After years of considering making a blog but being too scared to share my ponderings with the world, I finally have the courage to post them! I’m a philosopher (and was a Philosophy/Theology major in undergrad) whose brain never shuts up, an artist and writer who is constantly observing the world in order to get inspiration and learn about how people and things work, a person who has always been “outside the world” in a way where I see things differently than most do, a person with a passion for animation and the media’s effects on people and the culture (which was part of my research focus area in grad school), and a person who is very devoted to her faith. Due to this combo, I tend to ponder everything I observe about the world, especially as it relates to the media and culture, and I often end up seeing how this all relates to how people live out their Catholic faith in such a society. That’s pretty much what I’m going to talk about in this blog.
Now before all of the non-Catholics run away (if you haven’t already), I think you should know that while this will be from a Catholic perspective and directly addressed to a Catholic/Christian audience, most of the posts will still be applicable to people of any religion and even those who don’t have or practice a religion. I’ll be talking about my observations on things fundamental to all human beings, such as love or overcoming fear or figuring out what you’re meant to do in life. Many religions share the same principles, so I hope that even those of you who don’t share my faith can still enjoy reading my posts and get something out of them, even if that something is just learning how someone else thinks or sparking your own ponderings as they relate to your own faith.
I’m going to write these posts in the style that the philosopher Montaigne (or Monty as I called him in my notes :P ) used, which is short essays done in a conversational style and based solely on my observations of the world and all the knowledge I’ve accumulated over the years. I feel like we’re trained so much in school to cite everything we say, especially with the internet available to back up or refute every statement we make, that the style of philosophy of simply observing and using your intellect and prior knowledge to come to conclusions (as opposed to data analysis and formal research) has become rare.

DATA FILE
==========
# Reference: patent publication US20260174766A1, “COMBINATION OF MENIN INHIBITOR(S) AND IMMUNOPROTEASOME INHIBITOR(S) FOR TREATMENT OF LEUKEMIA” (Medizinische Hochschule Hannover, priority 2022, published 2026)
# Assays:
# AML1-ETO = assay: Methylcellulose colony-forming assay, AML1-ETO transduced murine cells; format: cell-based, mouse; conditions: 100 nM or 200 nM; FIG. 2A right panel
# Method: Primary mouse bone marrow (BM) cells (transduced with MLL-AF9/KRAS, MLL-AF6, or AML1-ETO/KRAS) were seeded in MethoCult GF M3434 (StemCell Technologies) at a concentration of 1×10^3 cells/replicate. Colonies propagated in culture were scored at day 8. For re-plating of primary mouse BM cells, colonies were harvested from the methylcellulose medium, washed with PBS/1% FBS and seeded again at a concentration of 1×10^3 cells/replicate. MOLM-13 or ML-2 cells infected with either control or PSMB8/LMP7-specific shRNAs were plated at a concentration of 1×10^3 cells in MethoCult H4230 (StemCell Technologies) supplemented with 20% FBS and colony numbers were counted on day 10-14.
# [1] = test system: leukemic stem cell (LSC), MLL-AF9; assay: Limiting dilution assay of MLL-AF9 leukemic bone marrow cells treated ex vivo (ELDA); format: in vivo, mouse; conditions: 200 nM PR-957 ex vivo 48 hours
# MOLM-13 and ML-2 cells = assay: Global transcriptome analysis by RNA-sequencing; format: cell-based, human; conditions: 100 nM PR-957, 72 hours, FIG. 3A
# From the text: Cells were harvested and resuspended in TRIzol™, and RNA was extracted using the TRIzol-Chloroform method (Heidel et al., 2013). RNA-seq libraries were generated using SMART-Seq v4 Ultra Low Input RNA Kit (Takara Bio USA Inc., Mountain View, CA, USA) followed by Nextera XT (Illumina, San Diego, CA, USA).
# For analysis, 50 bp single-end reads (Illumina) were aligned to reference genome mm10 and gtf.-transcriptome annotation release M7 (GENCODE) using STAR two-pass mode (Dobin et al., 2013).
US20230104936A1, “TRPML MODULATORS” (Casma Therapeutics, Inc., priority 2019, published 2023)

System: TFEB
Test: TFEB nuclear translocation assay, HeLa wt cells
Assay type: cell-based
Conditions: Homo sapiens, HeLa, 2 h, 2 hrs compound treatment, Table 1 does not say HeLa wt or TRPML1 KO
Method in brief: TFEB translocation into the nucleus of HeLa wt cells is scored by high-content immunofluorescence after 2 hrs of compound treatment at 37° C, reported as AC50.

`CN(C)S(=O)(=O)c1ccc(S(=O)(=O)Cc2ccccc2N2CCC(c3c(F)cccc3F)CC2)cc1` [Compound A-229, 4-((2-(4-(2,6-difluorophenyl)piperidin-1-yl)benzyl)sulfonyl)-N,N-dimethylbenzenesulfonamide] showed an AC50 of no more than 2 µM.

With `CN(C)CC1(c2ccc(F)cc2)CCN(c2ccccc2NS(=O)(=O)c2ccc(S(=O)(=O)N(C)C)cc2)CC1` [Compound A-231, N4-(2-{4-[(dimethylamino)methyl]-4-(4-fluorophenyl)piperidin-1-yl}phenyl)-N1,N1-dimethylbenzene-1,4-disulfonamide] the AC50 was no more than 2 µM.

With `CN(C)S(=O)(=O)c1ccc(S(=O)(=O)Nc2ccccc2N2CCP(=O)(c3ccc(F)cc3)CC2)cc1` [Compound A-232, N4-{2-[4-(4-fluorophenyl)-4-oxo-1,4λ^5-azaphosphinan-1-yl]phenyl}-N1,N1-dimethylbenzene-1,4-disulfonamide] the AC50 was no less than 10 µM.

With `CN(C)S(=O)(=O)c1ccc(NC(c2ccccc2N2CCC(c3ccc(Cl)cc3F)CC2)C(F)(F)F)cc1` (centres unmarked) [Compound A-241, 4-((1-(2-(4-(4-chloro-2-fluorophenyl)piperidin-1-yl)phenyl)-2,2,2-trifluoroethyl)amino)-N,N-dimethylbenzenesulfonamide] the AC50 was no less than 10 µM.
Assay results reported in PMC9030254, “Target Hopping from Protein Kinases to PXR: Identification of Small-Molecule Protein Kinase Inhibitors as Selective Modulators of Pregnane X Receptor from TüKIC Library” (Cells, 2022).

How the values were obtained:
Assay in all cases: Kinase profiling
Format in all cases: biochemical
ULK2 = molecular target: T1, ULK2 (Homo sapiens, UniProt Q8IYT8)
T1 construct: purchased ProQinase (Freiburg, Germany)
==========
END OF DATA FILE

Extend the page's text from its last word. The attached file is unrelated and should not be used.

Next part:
My favorite philosophy professor in undergrad, who I took five times, told us that to truly understand philosophy, we had to write it ourselves based on how we saw things using the knowledge we gained from all the years of life experience and formal education. So we did. He gave us topics and we wrote papers making our intellectual arguments based on nothing but our observations of the world and prior knowledge. I LOVED writing those papers and writing a guest blog post for my best friend’s blog a few weeks ago (I’m going to post it here too) reminded me of those papers and how much fun they were. I’ve felt called to be a writer for several years now, but haven’t quite found the writing style I’m intrinsically passionate about writing. So this blog will be me trying out this style of writing and seeing if it seems like the kind of writing God is calling me to do.
While I'd love to post something every week, I know that life can be hectic (especially during the school year when I’ll be taking classes and have my main volunteer job on top of my real job and other volunteer job) and it can be unpredictable. I'm a firm believer that it'd better to take your time and make something good rather than quickly toss together something just for the sake of posting, and since this blog is for fun and my jobs and loved ones come first, I'd rather only post when I have time to really make something worth your time reading. I also don’t like making promises I can’t keep, so all I can promise is that I will do my best to post as often as I can.
Oh and for those curious, the Philothea part of my blog title comes from my favorite Saint and the patron Saint writers, Francis de Sales. It means “lover of God” and he used it to address his readers. Francis de Sales wrote a lot of insightful things on how regular people can live out their faith, and I hope that through my ponderings about our culture and with the help of his intercessions and Holy Spirit guidance, I can come to some insights about how we can do the same.